Up Next


What the World Cup shows us about racism

The world’s most popular sport reminds us of our collective greatness but also of colonial oppression

I can’t wait for the World Cup.

As a child of Jamaican parents, born and raised in West Palm Beach, Florida, I started playing soccer when I was 4, trying to emulate my older brother, who excelled at the sport.

The first World Cup I remember was France 1998, partly because Jamaica made its first (and still only) appearance. Even though I was born in America, I never felt a connection to the U.S. men’s national team. Not only were they overrated, they had few black players, even when Eddie Pope and Cobi Jones were in their prime.

Our national team looking the way it did hardly surprised me. Soccer, after all, was a “white” sport, or so I was told by the American mainstream and my friends.

When I played, I’d often be the only black kid on the team — but I hardly felt alone. I always knew I was part of a larger community that played and loved “the beautiful game.” At the very least, I knew black Jamaicans loved the game. We all felt deep pride watching Theodore “Tappa” Whitmore score two goals in Jamaica’s victory against Japan.

Over the years, I’d come to realize that black athletes around the world, if not in America, played soccer as their primary sport, from Colombia to Brazil to Cameroon to the Netherlands. That realization was a breakthrough moment for me, not just because it proved my friends wrong but also because it revealed that soccer is not merely the world’s game, but the black world’s game.

As a soccer fan, I consume the English Premier League, La Liga and the Bundesliga. Every week I enjoy watching the skill, grace and technique of the top black soccer players in the world.

How big is the World Cup? Of course, it’s the world’s biggest and most anticipated sporting event, but it is also the lens through which to see black people as part of a national body politic. It is a frame that pictures black people as part of the nation.

How big is the World Cup? Of course, it’s the world’s biggest and most anticipated sporting event, but it is also the lens through which to see black people as part of a national body politic. It is a frame that pictures black people as part of the nation.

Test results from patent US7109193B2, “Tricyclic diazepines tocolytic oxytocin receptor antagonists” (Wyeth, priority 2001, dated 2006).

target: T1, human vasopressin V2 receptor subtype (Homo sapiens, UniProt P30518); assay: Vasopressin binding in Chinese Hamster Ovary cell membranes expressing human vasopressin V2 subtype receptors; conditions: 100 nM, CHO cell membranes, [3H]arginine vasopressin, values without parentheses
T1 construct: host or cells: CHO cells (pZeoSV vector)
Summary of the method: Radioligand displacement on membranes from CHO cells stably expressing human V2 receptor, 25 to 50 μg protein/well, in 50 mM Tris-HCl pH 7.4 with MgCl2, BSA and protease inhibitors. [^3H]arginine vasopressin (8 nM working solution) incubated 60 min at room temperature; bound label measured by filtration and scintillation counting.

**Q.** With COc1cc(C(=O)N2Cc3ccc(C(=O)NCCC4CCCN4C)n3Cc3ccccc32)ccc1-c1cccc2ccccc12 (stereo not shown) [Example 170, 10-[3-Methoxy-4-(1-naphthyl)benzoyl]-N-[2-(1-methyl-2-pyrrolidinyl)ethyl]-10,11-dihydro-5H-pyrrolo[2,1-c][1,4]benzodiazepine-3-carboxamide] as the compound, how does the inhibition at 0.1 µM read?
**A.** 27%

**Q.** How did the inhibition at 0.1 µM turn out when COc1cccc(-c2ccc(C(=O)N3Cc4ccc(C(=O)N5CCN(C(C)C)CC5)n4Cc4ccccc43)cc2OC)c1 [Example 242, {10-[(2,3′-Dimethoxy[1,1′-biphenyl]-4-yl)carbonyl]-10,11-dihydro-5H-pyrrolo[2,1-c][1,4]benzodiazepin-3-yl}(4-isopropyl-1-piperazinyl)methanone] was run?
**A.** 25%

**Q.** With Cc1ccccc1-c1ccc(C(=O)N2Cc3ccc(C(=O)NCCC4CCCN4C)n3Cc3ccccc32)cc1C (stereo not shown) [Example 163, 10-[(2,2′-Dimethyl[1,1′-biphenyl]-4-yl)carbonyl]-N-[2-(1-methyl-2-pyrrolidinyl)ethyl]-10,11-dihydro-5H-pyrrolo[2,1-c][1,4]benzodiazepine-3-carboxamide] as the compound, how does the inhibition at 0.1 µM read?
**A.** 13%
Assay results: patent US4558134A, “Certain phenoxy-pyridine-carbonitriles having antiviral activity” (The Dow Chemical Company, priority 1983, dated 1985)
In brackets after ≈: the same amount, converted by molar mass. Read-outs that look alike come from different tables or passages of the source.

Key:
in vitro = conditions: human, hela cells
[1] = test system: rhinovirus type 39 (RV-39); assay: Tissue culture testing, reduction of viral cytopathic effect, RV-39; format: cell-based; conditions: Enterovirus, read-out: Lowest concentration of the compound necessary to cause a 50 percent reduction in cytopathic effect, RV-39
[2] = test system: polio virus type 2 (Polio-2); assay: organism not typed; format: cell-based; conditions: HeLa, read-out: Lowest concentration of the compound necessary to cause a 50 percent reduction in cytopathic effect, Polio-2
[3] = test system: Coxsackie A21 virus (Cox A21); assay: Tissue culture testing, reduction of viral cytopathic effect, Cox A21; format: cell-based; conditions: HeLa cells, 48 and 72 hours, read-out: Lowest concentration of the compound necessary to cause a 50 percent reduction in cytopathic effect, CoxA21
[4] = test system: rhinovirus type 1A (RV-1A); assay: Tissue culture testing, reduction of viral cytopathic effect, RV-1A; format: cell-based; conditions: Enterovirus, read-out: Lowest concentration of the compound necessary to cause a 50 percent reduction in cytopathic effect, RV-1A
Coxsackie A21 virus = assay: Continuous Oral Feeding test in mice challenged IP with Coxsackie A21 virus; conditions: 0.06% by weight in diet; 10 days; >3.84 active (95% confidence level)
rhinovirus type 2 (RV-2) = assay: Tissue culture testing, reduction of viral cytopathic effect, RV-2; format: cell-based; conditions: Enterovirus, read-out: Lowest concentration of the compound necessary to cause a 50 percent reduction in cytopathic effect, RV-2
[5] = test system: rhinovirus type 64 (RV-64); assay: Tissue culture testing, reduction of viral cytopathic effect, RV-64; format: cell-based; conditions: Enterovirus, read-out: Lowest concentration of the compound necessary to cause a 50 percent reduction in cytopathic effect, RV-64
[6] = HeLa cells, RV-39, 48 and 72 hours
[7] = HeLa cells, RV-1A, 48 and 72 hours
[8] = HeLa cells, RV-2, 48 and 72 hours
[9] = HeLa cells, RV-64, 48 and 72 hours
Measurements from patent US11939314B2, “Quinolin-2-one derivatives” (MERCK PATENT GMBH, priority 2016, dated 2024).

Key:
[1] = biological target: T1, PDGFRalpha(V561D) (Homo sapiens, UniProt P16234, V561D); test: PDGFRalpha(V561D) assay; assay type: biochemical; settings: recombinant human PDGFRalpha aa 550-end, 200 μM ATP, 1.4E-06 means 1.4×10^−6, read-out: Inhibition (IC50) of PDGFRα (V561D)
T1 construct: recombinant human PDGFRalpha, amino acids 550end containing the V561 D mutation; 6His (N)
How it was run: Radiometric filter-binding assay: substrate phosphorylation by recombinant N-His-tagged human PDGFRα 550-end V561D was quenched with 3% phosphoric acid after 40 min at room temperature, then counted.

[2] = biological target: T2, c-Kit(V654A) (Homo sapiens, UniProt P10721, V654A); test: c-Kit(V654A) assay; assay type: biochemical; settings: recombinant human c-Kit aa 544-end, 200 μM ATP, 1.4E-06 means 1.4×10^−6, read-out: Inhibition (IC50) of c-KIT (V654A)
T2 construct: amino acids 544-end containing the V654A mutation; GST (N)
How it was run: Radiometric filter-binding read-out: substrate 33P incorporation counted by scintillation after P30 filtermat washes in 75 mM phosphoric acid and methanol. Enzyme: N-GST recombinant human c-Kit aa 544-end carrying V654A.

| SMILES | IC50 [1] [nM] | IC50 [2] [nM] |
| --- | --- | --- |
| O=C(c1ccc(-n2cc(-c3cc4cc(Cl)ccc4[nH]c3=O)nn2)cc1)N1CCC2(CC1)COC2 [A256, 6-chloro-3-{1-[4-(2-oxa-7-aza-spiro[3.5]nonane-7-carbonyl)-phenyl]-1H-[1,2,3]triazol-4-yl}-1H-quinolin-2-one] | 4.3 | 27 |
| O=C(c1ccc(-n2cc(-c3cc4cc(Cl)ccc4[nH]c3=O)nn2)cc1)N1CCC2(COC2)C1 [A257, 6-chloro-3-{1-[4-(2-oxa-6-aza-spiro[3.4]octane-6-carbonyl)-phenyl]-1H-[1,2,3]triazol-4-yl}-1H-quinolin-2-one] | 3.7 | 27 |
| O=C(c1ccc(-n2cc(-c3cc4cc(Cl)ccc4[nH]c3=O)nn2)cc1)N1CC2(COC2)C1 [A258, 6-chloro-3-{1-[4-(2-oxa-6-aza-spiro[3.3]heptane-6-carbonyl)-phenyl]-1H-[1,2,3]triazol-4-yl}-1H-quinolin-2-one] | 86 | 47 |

As I got older, I also realized that this game revealed a more sinister story about the racial dynamics of the world. My earlier feeling of disconnect from the U.S. national team shifted to an anti-colonial politics that rejected the U.S. because of its history of genocide and enslavement of black and indigenous communities, which, for me, was reflected in its predominantly white starting lineup.

When I watched teams such as France, Colombia or the Netherlands play with a large contingent of black players, I remember my excitement at finally seeing players that looked like me playing the world’s game.

But it was something more than just black players; it was the presence of blackness in these countries that astonished me. As a kid, I never associated Colombia with blackness. Same for the Netherlands or England. Europe doesn’t have black people, I foolishly believed. But rather than question why I was so amazed by this presence, I blindly celebrated these countries as havens of multiracialism. I was terribly mistaken.

To be clear, seeing black soccer players in other countries surprised me because the popular image of these countries, and their citizens, had little to do with blackness. The imaginary view of European and South American countries as non-black is a creation of modern nation-states. History is written by the victors. To be more precise, history is written by the colonizers.

If countries weren’t excluding black players, they were overstating an egalitarian society that masked the persistence of black subjugation. This is precisely the danger of framing soccer as a medium to promote multiracial unity, as it obscures the anti-black ideologies and policies of different nations.

Alongside celebrating the World Cup as a stage to represent blackness internationally, we must watch the World Cup as a space to interrogate the global conditions that continue to obscure blackness under the guise of representation.

France, the eventual winner of the 1998 World Cup, was celebrated for its multiethnic and multiracial composition, while Russia, the host of this year’s World Cup, was recently fined by FIFA because its fans racially abused Paul Pogba and Ousmane Dembélé in a “friendly” match.

What connects France and Russia is that, even outside the football stadium, beyond the boundary of the field, black people are structurally relegated to second-class citizenship.

My point is not to celebrate black representation within the nation-state. On the contrary, it is to expand our understanding of blackness beyond national boundaries so we can recognize not only the global structures of racism but also the techniques that black athletes use to resist the racist elements of football and society at large.

After Jamaica’s “Reggae Boyz” failed to advance to the round of 16 in the ’98 World Cup, I immediately shifted my support to the Dutch national team, which featured the likes of Clarence Seedorf, Edgar Davids, Patrick Kluivert, Winston Bogarde and Michael Reiziger. While they went on to lose to Brazil in the semifinals, the style, aesthetic and blackness of these players encouraged me to embrace the sport and identify with black people all over the world.

This is what makes the game beautiful.

Jermaine Scott is a PhD candidate in the Department of African American Studies at Northwestern University. His research interests include the cultural politics of sport, black politics, modernity and coloniality, and African Diaspora studies.